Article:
Pursuing Childhood Dreams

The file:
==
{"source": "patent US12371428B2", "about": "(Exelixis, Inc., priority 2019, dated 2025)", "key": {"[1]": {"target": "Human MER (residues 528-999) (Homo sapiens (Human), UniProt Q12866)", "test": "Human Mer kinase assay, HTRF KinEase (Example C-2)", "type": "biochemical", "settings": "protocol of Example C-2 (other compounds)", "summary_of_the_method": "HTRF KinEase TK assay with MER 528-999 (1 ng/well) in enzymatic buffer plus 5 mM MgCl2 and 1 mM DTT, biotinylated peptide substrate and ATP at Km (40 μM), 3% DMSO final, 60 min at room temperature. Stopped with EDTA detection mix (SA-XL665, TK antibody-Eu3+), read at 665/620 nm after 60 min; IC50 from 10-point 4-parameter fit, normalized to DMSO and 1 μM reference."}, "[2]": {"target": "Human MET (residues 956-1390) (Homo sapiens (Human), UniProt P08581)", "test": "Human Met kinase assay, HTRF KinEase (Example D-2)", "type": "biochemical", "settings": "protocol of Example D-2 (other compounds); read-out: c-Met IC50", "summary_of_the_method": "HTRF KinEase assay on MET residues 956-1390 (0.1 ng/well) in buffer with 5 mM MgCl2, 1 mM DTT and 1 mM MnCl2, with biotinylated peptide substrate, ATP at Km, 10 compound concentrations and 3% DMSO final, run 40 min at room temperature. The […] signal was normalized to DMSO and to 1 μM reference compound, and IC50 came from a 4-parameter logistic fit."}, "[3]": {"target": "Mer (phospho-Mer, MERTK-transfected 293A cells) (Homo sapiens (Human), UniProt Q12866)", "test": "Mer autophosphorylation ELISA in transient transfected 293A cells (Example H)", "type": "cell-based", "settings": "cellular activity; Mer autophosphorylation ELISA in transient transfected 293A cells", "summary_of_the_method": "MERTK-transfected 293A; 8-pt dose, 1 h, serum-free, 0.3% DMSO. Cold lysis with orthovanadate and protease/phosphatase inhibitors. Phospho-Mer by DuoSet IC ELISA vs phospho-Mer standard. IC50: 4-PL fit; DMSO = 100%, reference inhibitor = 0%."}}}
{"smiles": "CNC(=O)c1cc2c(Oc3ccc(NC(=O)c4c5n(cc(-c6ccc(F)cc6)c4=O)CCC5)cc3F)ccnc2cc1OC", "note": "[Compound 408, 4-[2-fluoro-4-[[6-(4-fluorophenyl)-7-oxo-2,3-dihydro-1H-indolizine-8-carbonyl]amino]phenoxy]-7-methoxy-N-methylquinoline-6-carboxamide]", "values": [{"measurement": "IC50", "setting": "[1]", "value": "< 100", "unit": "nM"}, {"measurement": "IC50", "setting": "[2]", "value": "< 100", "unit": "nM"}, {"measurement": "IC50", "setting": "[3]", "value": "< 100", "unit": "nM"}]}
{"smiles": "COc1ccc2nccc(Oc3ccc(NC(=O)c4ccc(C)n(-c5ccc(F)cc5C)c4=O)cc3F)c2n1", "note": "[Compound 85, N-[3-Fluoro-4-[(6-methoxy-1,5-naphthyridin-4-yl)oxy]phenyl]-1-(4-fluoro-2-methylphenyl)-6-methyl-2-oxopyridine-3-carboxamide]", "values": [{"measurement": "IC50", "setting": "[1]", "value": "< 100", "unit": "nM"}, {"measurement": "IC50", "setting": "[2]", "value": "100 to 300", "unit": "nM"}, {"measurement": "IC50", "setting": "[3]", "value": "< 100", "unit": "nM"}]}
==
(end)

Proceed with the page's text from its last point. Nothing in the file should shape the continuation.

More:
Me at the age of 3I originally wrote this post almost a year ago, after a friend of mine gave me a copy of Randy Pausch`s book “The Last Lecture”. I never met Dr. Pausch, although I heard a lot about him from Jesse Schell, the current co-director of the CMU Entertainment Technology Center. In the summer of 2007, while researching virtual worlds and avatar technologies for a work-related project, I came across Alice [www.alice.org] (an interactive game and story-telling development environment created by Dr. Pausch and his team) and subsequently, Randy’s website. That is when I found out about his ongoing fight with pancreatic cancer and the upcoming Last Lecture. Unfortunately, I could not make it to the actual lecture, but I watched it from start to finish as soon as it appeared on YouTube. I kept meaning to read the book, but things kept coming up and I did not get to it until a few days ago. After I turned the last page of the book I found “The Last Lecture” on YouTube and watched it again. Reading Randy’s book and watching “The Last Lecture” again was both inspired and depressed me. Randy’s lecture deals with achieving your childhood dreams; reading his book and listening to his lecture made me realize that I am 32 years old and very few of my childhood dreams have come to fruition. I could not get Randy’s words out of my mind; I kept thinking about my life so far, about all the dreams that I had and how few of them I actually followed through on. I took out a notepad and a pen and wrote down the most important dreams of my childhood. Here they are in no particular order: Becoming a National Geographic photographer I got my first camera for my 8th birthday and have been obsessed with photography ever since. In my teens and early 20s I freelanced for a bunch of small newspapers. For the past 9 years I have been running a successful wedding and even photography business. Alas, I never became a National Geographic photographer. I never had the guts to sell my possessions and move to India like Steve McCurry or go into war-ravaged countries like James Nachtwey. While I was always able to capture fleeting moments with my camera, my captured moments were never even close to the perfect shots of Vincent Laforet. When I graduated high school I wanted to go to college to study journalism. My father kept telling me that it would be a waste of my time and that I should pick a real profession, like a doctor or a lawyer. I spent 4 years studying biology as a pre-med major at the Old Dominion University, hating every minute of it. I guess no matter how much I dreamed about becoming a National Geographic photographer I did not want it badly enough to make the necessary sacrifices. And that is one of my biggest regrets in life. Teaching my wife to rappell at the McConnel`s Mills Climbing the “7 summits” – the highest mountains on 7 continents (Kilimanjaro, Denali, Elbrus, Aconcagua, Carstensz Pyramid, Vinson & Everest). I caught the rock-climbing bug when I was 13. My best friend joined a rock-climbing club and convinced me to do the same. At first I was a bit skeptical because I wasn’t a very athletic kid, but after the first trip to real cliffs I was hooked. Ever since then I have been climbing on and off, scaling cliffs, falling down, getting hurt, getting up and climbing again. I did climb on of the aforementioned 7 peaks when I was 16 – I was part of a group that attempted Elbrus in 1993. I never made the summit and after immigrating to the United States in 1994 never had the time or the money to try again. About 5 years ago I decided to resurrect that dream and began saving money and training for a Denali climb. However, 6 months into my training I met my wife and all of a sudden the possibility of getting hurt or dying became pretty scary. Now I have a beautiful daughter. I’d love to be with her as she is growing up; as a matter of fact, my new dream is to walk her down the isle on her wedding day. I do not want to do anything that might jeopardize that particular dream. Writing a book My grandfatherEver since I learned to read at the age of 4, I have been an avid reader. Even now, when I have a family, a full-time job, a part-time business and grad school I still manage to read at least one book every week. I’ve always been envious of brilliant authors such as Neil Gaiman, Terry Pratchett, Neal Stephenson and China Mieville who can create entire worlds out of nothing and weave an intricate story that never gets boring, no matter how many times you read it. For the past 6 years I have been working on a book about my grandfather. He passed away in 1999, after battling lymphoma for over 10 years. My grandfather played a huge role in my life – he was my male role model. Even though we were very close, he never told me anything about his life before he met my grandmother. After his death, I was going through his papers and found documents and letters that made it clear that my grandfather spent 11 years in Soviet Gulag. After grilling my grandmother and my mother about this find, I began doing research. I found people in Germany, Israel, United States and Argentina that new my grandfather in the labor camps. I wrote over 200 pages of my grandfather’s life story. All I need to finish this book is a trip to Poland and to Russia, something that I will hopefully be able to do next year. Hopefully, I’ll be able to achieve my childhood dream of writing a book. Playing guitar in front of a huge audience This is one dream that I actually managed to fulfill. I never opened for a known band, nor have I ever played in an arena in front of thousands of people. However, when I was in high school, a few friends of mine formed a Beatles cover band and I played rhythm guitar. We played in front of our entire school and even played a few gigs at other schools. Writing a computer game I have never been an avid game player, but I am (and have been for a long time) fascinated with storytelling, graphics and the incredible amount of technical knowledge that goes into developing a game. Take Second Life for example – over the last few years that game has really lived up to its name and became very close to Neal Stephenson’s idea of Metaverse (if you have not read Snowcrash, drop whatever you are doing and get that book right now). I have no interest in developing yet another shoot-them-up game. Instead, I’d like to take something like Rosetta Stone language teaching software as my baseline and turn it into a game to make education easier and more interactive. I have a notebook full of ideas and would like to at least get started on a computer game project once this year’s wedding season is over. Really teaching someone That one is not really my childhood dream. Over the years I have had a lot of crappy teachers in both high school and college. I did however have two professors who were truly excellent – Dr. William Chase (University of Pittsburgh history department) and Dr. Catherine Duane-Lennard (University of Pittsburgh mathematics). Those two professors did not just teach – they inspired. A few years ago a good friend of mine taught a computer science course at a private middle school. To make his students more interested in the subject, he invited a couple of guest speakers to give lectures on various computer-related topics. Because I used to work as a systems administrator for a government contractor and have some background in network security, he asked me to lecture on the topic of “hacking”. I took his request very seriously – I prepared slides, sample code so that students could write a rudimentary brute-force password generator and some handouts on basic network security. I did my best to make those lectures interesting and interactive, but students did not seem to be interested. There were a few people in the class who genuinely wanted to learn, but for the most part my lectures fell on utterly uninterested ears. I really wanted to give those kids something useful and I failed. Since then, I have spoken at various software conferences and overall, I am not a bad speaker. However, just once in my life, I would like to give a lecture that would not simply convey information. I would like to give just one lecture that would inspire everyone in the room, just like Randy Pausch’s “Last Lecture” had inspired me. I guess what I`m trying to say is that most of us continuously postpone our dreams – I can take that trip next year, I`ll work on my book whenever I retire, I`ll try skydiving once the kids are out of the house. We postpone the things we want to do until there is really no time to do it. And even though some people will keep repeating the mantra of “it`s never too late”, sometimes it is. The bottom line is that if you don`t do it today, you`ll regret it for the rest of your life.